Trump 'oblivious' to political chaos in the UK ahead of state visit because all he cares about is hanging out with the royals, report says

  • President Donald Trump is “delightfully oblivious” to the ongoing political turmoil in the UK as he prepares for a state visit next month, and is much more excited at the prospect of spending time with the Royal family, according to The Times of London.
  • Trump will visit the UK from June 3 to June 5 at the Queen’s invitation, and is scheduled to attend a Buckingham Palace state banquet and take tea with Prince Charles at Clarence House.
  • “They seem delightfully oblivious to what is going on to be honest,” an unnamed government official told The Times.
  • On Thursday, Prime Minister Theresa May was forced to shelve her latest attempt to pass Brexit through parliament after a cabinet mutiny and is now widely expected to resign.
  • Trump is also expected to meet May, or whoever is prime minister by June, and attend a ceremony making the 75th anniversary of D-Day.
  • Visit Business Insider’s homepage for more stories.

Donald Trump is “delightfully oblivious” to the UK’s domestic turmoil and is simply preoccupied with spending as much time as possible with the royal family when he visits early next month, a report from The Times of London claims.

Queen Elizabeth II invited Trump on a state visit to the UK from June 3 to June 5, where he is scheduled to appear at a Buckingham Palace banquet, and take tea with Prince Charles, Britain’s next monarch.

Britain is in the midst of a political crisis as Prime Minister Theresa May repeatedly fails to pass her Brexit deal through parliament, with UK members of parliament unable to agree on how they want to proceed with leaving the EU. May is now widely expected to resign her post in the coming days.

Trump, however, doesn’t seem to care.

“They seem delightfully oblivious to what is going on to be honest,” an unnamed government official told The Times.

Trump is expected to meet with Prime Minister Theresa May, or her successor if she has stepped down, during the trip, and will attend a ceremony in the city Portsmouth to commemorate the 75th anniversary of D-Day.

Instead of focusing on the UK’s apparent departure from the EU or vocal demands for Prime Minister Theresa May to resign, Trump is looking forward to the banquet hosted by the Queen, and tea at nearby Clarence House with the Prince of Wales, the Times wrote.

Read more:
A giant Trump baby blimp that the president says makes him ‘feel unwelcome’ is following him to London this summer – and could be 5 times as big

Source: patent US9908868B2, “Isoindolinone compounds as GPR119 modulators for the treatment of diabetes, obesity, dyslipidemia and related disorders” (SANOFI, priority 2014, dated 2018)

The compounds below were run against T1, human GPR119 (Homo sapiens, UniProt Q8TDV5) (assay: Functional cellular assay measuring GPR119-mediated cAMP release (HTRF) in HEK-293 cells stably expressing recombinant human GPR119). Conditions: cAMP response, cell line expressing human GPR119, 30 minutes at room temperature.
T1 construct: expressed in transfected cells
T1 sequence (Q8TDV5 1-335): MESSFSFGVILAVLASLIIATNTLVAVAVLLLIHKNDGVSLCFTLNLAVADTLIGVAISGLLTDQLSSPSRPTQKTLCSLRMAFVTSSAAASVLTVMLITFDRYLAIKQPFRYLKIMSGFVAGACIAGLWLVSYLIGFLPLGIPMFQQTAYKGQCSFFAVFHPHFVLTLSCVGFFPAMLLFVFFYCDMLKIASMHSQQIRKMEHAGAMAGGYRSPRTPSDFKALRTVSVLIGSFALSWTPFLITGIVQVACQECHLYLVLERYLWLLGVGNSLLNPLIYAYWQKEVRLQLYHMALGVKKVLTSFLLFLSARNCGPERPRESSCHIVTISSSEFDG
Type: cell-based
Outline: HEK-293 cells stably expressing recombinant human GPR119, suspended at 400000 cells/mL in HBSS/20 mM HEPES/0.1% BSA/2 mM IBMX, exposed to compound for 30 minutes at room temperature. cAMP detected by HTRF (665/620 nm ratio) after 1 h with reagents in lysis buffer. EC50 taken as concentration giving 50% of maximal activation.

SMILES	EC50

Trump’s last visit to the UK was characterised by several faux-pas, including breaking royal protocol twice in the space of a morning.

Donald Trump Queen ElizabethChris Jackson/Getty ImagesDonald Trump and HRH Queen Elizabeth II.

Meeting her in July 2018, Trump first broke royal protocol by walking in front of the Queen. He then forgot to bow to her later in the day.

US diplomatic sources assured the Times that Trump won’t be seeking a one-on-one with Boris Johnson, who is pushing to become the next prime minister, or with Brexit Party leader Nigel Farage.

Corgis UK protest signChris J. Ratcliffe/Getty ImagesA woman protesting against Trump makes a cheeky reference to the royal family’s love of corgis.

Trump will attend a dinner alongside trans-Atlantic dignitaries at the US Ambassador’s residence, which may include several British politicians sympathetic to Trump.

After the visit concludes, Trump will travel to Shannon, Ireland, and will play golf at his Doonbeg resort.

The President’s last visit to the UK was met with 250,000 demonstrators, who were joined by a 6-meter balloon depicting Trump as a screaming baby in a diaper.

During his 2018 visit the president told the British newspaper The Sun: “I guess when they put out blimps to make me feel unwelcome, no reason for me to go to London.”

“I used to love London as a city,” Trump said. “I haven’t been there in a long time. But when they make you feel unwelcome, why would I stay there?”

On accepting the Queen’s invitation for the June visit, The White House said: “This state visit will reaffirm the steadfast and special relationship between the United States and the United Kingdom.”

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